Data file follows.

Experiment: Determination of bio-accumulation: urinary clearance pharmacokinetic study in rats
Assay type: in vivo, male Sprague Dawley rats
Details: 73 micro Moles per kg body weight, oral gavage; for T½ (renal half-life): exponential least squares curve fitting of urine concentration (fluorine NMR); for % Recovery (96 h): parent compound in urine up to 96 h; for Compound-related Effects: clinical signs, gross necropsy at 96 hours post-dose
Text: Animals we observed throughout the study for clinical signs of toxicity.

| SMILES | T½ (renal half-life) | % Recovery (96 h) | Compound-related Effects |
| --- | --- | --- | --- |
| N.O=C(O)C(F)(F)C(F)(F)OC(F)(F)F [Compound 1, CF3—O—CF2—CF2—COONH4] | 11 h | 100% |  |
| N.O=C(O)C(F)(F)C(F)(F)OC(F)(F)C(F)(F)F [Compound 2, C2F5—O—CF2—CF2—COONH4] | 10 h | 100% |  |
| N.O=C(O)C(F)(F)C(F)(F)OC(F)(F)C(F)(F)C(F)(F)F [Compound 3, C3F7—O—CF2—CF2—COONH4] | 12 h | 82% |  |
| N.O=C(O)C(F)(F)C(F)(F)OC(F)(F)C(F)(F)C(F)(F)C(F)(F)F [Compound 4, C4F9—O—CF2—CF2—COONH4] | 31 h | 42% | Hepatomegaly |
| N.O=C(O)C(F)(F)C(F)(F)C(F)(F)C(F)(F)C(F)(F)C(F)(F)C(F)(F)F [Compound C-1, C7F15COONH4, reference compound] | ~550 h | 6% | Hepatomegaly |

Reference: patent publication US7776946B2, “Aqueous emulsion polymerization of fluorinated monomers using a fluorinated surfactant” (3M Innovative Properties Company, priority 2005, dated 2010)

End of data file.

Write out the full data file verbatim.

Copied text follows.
Experiment: Determination of bio-accumulation: urinary clearance pharmacokinetic study in rats
Assay type: in vivo, male Sprague Dawley rats
Details: 73 micro Moles per kg body weight, oral gavage; for T½ (renal half-life): exponential least squares curve fitting of urine concentration (fluorine NMR); for % Recovery (96 h): parent compound in urine up to 96 h; for Compound-related Effects: clinical signs, gross necropsy at 96 hours post-dose
Text: Animals we observed throughout the study for clinical signs of toxicity.

| SMILES | T½ (renal half-life) | % Recovery (96 h) | Compound-related Effects |
| --- | --- | --- | --- |
| N.O=C(O)C(F)(F)C(F)(F)OC(F)(F)F [Compound 1, CF3—O—CF2—CF2—COONH4] | 11 h | 100% |  |
| N.O=C(O)C(F)(F)C(F)(F)OC(F)(F)C(F)(F)F [Compound 2, C2F5—O—CF2—CF2—COONH4] | 10 h | 100% |  |
| N.O=C(O)C(F)(F)C(F)(F)OC(F)(F)C(F)(F)C(F)(F)F [Compound 3, C3F7—O—CF2—CF2—COONH4] | 12 h | 82% |  |
| N.O=C(O)C(F)(F)C(F)(F)OC(F)(F)C(F)(F)C(F)(F)C(F)(F)F [Compound 4, C4F9—O—CF2—CF2—COONH4] | 31 h | 42% | Hepatomegaly |
| N.O=C(O)C(F)(F)C(F)(F)C(F)(F)C(F)(F)C(F)(F)C(F)(F)C(F)(F)F [Compound C-1, C7F15COONH4, reference compound] | ~550 h | 6% | Hepatomegaly |

Reference: patent publication US7776946B2, “Aqueous emulsion polymerization of fluorinated monomers using a fluorinated surfactant” (3M Innovative Properties Company, priority 2005, dated 2010)